When the show first aired in 2005,
The New York Times
dubbed it “dour, lead-footed, mean, downbeat.” But the millions of voting viewers, an audience that grows with each episode, make it critic-proof, and Lythgoe calls the atmosphere during taping “tremendous to witness.”

As a judge, he values technique, but in the final analysis, “Not even the best technique will make up for the X factor—performing with heart and an inner light. If anyone knew what it is—that magnetism—they’d have bottled it.”

While a performer’s charisma cannot be manufactured, the successful ingredients of
have been honed to perfection with the prizes amped up each year. In its first season, winner Nick Lazzarini was awarded $100,000 and a rent-free New York apartment for a year. The second season featured Benji Schwimmer winning the prize money and a year in the chorus of Celine Dion’s Las Vegas show, A Brand New Day.

Adding icing to the cake is the multi-city tour in which the top 10 finalists fill large arenas. The fans, according to Lythgoe, know the choreography and begin jumping and screaming at each number’s opening downbeats. And though the tour is grueling, a camaraderie develops among the contestants. Donyelle Jones, a finalist in last season’s show, says, “Everybody became like a family.”

This season the prize is $250,000. Not bad ka-ching for hoofers used to long hours, low pay, and lots of rejections. And, in spite of his enormous success as producer—Lythgoe is president of 19 Television, a company that produces various reality/talent shows based on the
template—he says he still identifies with the dancers. “It’s an honest world, and with the people I meet every day, I’m auditioning. That’s what life is about. It’s not just about being a performer. You have to sell yourself every day. But with dancing, even when you’ve worked with a choreographer for five years, you have to go audition again next week because it’s a different job.”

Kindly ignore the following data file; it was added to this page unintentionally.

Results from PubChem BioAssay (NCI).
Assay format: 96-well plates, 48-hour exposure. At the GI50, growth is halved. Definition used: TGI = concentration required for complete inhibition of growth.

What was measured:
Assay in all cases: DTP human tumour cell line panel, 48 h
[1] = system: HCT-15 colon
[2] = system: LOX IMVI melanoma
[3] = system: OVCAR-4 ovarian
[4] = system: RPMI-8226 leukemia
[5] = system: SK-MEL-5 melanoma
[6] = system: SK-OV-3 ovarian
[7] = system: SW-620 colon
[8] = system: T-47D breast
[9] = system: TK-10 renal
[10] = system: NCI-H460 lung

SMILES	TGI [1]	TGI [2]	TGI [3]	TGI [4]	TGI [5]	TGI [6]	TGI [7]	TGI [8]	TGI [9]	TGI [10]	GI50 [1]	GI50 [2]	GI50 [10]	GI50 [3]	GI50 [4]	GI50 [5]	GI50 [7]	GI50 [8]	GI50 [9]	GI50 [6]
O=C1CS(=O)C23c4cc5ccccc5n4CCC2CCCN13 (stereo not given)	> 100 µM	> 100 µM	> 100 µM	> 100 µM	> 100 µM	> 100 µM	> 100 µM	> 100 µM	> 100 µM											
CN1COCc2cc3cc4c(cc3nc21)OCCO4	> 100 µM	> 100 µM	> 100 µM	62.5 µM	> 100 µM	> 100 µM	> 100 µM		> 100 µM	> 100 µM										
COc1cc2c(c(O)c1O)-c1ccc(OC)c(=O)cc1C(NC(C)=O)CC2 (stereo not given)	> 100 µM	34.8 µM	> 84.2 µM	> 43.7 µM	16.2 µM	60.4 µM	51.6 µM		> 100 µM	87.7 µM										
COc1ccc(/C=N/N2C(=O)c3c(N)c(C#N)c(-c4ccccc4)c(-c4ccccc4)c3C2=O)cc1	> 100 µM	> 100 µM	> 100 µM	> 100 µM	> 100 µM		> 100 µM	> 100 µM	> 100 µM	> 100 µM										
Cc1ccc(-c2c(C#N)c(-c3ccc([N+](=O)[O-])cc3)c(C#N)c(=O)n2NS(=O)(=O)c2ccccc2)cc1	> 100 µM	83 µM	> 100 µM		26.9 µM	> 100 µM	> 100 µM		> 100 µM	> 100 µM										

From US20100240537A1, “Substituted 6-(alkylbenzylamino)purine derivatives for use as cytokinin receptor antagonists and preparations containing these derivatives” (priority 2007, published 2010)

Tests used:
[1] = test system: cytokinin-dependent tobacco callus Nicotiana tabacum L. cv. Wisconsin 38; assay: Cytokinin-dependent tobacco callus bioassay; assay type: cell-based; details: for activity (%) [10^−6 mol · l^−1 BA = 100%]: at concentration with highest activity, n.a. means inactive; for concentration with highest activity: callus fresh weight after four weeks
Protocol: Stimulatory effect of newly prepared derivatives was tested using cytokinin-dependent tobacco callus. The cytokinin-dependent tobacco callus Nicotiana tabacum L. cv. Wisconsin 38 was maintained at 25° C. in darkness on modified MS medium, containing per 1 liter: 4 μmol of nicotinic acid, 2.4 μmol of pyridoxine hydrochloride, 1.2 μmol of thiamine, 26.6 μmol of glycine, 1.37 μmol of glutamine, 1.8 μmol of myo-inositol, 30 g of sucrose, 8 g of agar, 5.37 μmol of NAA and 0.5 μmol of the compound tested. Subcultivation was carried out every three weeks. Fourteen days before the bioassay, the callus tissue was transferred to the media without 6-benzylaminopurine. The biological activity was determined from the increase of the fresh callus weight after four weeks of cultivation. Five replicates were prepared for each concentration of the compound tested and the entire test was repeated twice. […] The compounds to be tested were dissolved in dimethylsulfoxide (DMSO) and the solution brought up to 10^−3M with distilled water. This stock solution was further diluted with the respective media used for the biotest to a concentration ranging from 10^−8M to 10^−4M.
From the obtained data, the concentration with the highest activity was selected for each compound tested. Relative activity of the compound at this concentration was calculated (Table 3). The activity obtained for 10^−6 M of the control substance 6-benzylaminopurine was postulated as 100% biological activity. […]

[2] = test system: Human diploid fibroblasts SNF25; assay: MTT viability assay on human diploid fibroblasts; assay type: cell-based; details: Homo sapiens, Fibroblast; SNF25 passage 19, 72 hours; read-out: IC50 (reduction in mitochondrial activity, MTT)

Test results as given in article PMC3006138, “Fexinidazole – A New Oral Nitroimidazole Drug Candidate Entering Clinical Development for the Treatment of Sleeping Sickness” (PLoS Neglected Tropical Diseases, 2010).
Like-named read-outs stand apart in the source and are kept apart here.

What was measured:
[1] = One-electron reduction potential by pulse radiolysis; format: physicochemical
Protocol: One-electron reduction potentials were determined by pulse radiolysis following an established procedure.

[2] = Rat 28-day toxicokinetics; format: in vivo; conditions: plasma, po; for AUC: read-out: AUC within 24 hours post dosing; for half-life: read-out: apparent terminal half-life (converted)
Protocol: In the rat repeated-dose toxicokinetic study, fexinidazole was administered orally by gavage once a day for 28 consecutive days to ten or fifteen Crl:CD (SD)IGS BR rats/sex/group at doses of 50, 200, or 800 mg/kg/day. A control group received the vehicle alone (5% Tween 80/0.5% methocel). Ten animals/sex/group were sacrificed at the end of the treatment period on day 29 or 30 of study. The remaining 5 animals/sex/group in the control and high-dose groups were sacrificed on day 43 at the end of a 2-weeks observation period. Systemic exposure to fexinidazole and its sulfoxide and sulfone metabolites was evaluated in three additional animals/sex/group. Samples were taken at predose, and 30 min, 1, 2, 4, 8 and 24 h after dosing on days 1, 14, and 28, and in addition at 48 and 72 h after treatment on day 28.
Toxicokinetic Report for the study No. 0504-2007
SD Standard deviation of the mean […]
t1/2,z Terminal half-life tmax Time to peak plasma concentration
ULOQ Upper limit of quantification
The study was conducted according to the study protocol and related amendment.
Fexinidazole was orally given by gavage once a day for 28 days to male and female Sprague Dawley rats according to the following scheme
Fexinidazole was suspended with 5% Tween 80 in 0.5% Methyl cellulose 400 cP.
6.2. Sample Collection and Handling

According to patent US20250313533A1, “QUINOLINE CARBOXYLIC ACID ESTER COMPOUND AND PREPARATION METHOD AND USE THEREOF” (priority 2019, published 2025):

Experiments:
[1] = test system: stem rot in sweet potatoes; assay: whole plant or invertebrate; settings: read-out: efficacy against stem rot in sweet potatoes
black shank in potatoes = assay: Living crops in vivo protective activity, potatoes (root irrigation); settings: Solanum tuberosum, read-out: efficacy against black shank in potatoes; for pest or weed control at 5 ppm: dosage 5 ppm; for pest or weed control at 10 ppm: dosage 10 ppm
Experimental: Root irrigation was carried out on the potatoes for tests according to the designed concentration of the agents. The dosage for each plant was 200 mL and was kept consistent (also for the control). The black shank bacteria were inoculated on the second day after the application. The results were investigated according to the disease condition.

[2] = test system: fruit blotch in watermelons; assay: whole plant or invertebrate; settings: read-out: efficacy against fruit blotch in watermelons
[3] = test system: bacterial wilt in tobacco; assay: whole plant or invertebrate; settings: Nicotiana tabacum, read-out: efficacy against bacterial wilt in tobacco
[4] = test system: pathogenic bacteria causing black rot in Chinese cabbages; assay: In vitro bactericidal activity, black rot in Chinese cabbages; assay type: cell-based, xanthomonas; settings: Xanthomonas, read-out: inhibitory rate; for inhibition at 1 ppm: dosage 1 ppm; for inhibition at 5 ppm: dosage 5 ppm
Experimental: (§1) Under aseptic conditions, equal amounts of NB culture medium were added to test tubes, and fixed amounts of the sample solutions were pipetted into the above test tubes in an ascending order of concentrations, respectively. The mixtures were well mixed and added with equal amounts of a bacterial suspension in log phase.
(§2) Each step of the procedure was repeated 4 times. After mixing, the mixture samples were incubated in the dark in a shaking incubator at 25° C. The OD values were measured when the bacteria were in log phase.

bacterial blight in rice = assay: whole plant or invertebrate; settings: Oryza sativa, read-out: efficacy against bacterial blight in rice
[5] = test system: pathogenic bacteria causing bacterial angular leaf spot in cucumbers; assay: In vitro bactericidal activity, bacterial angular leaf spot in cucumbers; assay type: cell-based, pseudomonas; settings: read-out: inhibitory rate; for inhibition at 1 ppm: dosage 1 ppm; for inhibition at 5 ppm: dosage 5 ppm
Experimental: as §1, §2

As for the state of dance in America, after seeing huge numbers of hopeful kids, Lythgoe says he doesn’t much worry about it. “Of course, I’d like to see more—more programs and more performances. But the state of dance teaching,” he says, turning serious, “worries the hell out of me. There doesn’t appear to be certification of any kind. If you’re a bad singing teacher, you’re going to lose somebody’s voice, but with dance, you could really injure them.”

As with any competition, chemistry among judges is crucial. On SYTYCD the constants are Lythgoe and ballroom choreographer Mary Murphy, with the third slot filled by a rotating choreographer. Last season featured Wade Robson, along with Shane Sparks and Dan Karaty. Lythgoe explains that the one quality the judges share is passion.

“We all care. If I’m going to be yelled at by a contestant—‘How dare you say this’—I’m judging that person from a place of passion.”

“It’s not about success,” he goes on. “I don’t need to do this. Sure, I’ve got my soapbox. I love the macho thing and don’t like effeminate dancers. I also feel quite comfortable telling dancers they’re fat. In my day everything wasn’t so PC.”

Having suffered a heart attack three years ago, the producer rebounded stronger than ever, even managing to star with Idol co-producer and lifelong friend Ken Warwick in last year’s reality show
Corkscrewed: The Wrath of Grapes
, set in the duo’s vineyard in Paso Robles, California. The show flopped, but Lythgoe remains undaunted.

He acknowledges that though he’s trying to use
as a vehicle to get more people interested in dance, he is there to make an entertaining show. Still, one wonders if the guy who came of age with the mods and rockers ever feels like letting loose on the dance floor again.

In true Lythgoan fashion, the indefatigable Englishman replies: “I would make a fool of myself. To be totally honest, I would never classify myself as a dancer when I think of these kids. They are so much better than I was. If I did three pirouettes—or even seven or eight—we would celebrate. I wouldn’t stand a chance in the dance world today.”

Victoria Looseleaf writes for the Los Angeles Times and produces the cable access television show,
The Looseleaf Report.